The Gladys Madzaka drama: So shines a good deed
“So shines a good deed in a naughty world”-Portia in Shakespeare's play THE MERCHANT OF VENICE. Even before I start commenting on the case of Ms. Gladys Madzaka, I strongly believe that apologies are in order. In my last week's article entitled NOT ONLY ISSAH MOBILA BUT MAURICE KPIEBARREH TOO, and published in The Chronicle of Monday, April 6, 2009, I referred to the case in which one Warrant Officer Class One (WO1) Ebenezer Quaynor was alleged to have shot dead one Mr. Maurice Kpiebarreh, a senior officer of the Ministry of Agriculture, on June 24, 1999. I thought the case had not been finally determined by a court.
My attention has been drawn to the following facts. WO1 Ebenezer Quaynor was actually tried and sentenced to death in June 2000. In 2007, the death sentence was commuted to life imprisonment, under an exercise of Presidential mercy, and WO1 Quaynor is currently serving his sentence at the Central Prisons in Kumasi.
In view of these veritable facts made available to me, I hereby most profusely and sincerely apologise to the National Democratic Congress (NDC), which was in power at the time, to ex-President J. J. Rawlings, to the then Vice President, Professor John Evans Atta Mills, the families of Mr. Kpiebarreh and WO1 Quaynor (and WO1 Quaynor himself), for stirring up the pain they may want to forget, to ex-President John Agyekum Kufuor for not being aware of his exercise of presidential mercy, and to all those who may have been affected, one way or the other, by the remarks. If the case of the Kume Preko killings, in which Ahunu Honger and Jerry Opey died, has also been finally determined by a court of competent jurisdiction, then I also apologise.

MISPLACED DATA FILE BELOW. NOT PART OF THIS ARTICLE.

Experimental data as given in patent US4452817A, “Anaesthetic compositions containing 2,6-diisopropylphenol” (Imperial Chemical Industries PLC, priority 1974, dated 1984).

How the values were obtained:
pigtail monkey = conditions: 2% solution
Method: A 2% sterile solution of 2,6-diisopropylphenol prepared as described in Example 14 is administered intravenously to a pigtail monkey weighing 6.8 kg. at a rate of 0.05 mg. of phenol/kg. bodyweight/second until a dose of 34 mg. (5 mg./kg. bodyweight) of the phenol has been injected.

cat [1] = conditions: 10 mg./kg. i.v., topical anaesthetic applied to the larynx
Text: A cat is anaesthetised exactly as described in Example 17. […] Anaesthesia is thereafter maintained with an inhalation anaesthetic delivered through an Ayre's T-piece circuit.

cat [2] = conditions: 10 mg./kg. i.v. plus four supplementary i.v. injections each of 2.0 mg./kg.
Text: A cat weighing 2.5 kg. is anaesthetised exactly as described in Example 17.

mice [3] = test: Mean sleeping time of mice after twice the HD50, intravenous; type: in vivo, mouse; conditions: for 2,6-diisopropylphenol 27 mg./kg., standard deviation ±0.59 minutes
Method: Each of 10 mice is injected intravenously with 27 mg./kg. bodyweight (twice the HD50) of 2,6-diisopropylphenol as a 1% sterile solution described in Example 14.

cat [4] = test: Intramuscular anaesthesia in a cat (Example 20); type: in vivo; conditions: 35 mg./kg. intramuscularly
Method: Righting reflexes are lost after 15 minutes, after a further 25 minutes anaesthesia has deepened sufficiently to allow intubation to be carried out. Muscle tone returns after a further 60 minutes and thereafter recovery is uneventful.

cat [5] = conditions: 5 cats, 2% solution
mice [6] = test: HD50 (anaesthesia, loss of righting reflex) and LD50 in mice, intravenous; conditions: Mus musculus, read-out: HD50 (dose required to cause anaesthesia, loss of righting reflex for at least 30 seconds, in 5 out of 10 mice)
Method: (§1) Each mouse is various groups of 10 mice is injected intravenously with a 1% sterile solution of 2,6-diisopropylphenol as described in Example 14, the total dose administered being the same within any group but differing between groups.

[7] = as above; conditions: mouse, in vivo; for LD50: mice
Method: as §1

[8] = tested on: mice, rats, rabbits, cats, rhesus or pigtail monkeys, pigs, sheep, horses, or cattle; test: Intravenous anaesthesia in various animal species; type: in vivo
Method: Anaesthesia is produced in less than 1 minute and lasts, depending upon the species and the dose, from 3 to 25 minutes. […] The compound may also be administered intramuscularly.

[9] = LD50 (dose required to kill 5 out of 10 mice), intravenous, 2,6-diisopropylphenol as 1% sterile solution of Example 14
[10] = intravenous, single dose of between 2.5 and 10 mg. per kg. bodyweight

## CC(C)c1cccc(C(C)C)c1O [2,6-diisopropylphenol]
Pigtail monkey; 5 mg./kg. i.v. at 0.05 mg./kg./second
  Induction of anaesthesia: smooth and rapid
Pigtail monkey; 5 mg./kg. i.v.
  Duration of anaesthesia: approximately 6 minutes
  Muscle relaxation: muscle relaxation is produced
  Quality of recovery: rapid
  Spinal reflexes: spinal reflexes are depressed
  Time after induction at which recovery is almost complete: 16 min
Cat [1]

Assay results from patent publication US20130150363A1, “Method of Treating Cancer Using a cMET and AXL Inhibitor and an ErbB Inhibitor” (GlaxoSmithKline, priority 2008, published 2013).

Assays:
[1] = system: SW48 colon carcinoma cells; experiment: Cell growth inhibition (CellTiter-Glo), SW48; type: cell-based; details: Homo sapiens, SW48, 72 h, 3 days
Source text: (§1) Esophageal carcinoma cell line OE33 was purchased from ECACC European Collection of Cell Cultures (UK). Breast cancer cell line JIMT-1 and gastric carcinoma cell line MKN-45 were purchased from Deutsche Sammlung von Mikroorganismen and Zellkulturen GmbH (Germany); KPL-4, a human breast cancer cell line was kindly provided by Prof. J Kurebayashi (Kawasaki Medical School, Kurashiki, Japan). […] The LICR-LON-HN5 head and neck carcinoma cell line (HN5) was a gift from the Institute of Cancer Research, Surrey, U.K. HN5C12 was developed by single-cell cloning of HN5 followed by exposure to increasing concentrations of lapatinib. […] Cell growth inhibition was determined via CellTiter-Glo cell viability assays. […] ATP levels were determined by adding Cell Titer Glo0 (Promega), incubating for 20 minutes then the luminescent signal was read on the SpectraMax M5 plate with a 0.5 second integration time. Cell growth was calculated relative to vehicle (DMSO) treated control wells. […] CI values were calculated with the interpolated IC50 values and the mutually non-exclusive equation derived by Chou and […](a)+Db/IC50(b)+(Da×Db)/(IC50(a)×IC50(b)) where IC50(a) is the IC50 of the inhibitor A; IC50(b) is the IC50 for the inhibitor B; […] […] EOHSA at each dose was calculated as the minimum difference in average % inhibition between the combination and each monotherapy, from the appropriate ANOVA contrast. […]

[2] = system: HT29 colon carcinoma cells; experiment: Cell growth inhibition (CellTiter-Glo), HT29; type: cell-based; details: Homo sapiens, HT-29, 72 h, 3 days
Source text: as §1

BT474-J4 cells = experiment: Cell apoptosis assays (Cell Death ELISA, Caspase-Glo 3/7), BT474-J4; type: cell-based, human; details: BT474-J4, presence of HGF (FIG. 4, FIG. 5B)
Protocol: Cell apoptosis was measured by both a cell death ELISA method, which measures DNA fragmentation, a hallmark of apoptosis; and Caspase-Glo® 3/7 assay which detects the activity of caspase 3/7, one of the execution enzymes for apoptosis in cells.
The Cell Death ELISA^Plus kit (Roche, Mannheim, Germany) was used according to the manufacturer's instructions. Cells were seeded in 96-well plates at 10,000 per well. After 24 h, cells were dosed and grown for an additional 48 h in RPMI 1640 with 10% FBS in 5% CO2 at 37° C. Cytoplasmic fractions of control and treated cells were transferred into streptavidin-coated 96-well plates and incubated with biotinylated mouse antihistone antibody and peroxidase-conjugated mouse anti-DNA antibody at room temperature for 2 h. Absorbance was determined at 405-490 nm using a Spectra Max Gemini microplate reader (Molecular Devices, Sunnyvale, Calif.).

Finally, I wish to thank my well-wisher, the “Good Samaritan” who took the time to phone me with the correct information about the death of Mr. Maurice Kpiebarreh, and the trial of WO1 Ebenezer Quaynor. By mutual agreement, I am reluctantly withholding the name of my well-wisher, at least for the time being. Now to Miss Gladys Madzaka.
This is the story of Ms. Gladys Madzaka, as told by the media, with the Daily Guide playing the major role. Up to the time of the memorable event, 23-year old Ms. Madzaka was a casual worker with a company in Accra. (By the way, is she 21 years or 23 years? The Daily Guide gives the two dates in its initial story published on Wednesday, April 12, 2009, and on Tuesday, April 7, 2009)
On the day in question, Ms. Madzaka had alighted from a 'tro-tro' bus and found a bag of money.
The Daily Guide report states, “According to ACP Awuni (Nima Divisional Police Commander), as the lady picked up the bag, a driver's mate who saw her tried to convince her to share the booty with him, but she refused and decided rather to hand it over to the police.” (Daily Guide-Wednesday, April 1, 2009)
When the driver's mate rallied other young men to try to take the money from her, she rebuffed the attempt and managed to get to the police station, after bumping luckily into a policeman to whom she told her story. The money in the bag amounted to almost GH¢3,000 (Three thousand Ghana cedis). What do we make of the young lady's story? In the first place, that was not the first time anybody had returned money or property stumbled upon. There have been instances. Consequently, the story was not a novel one.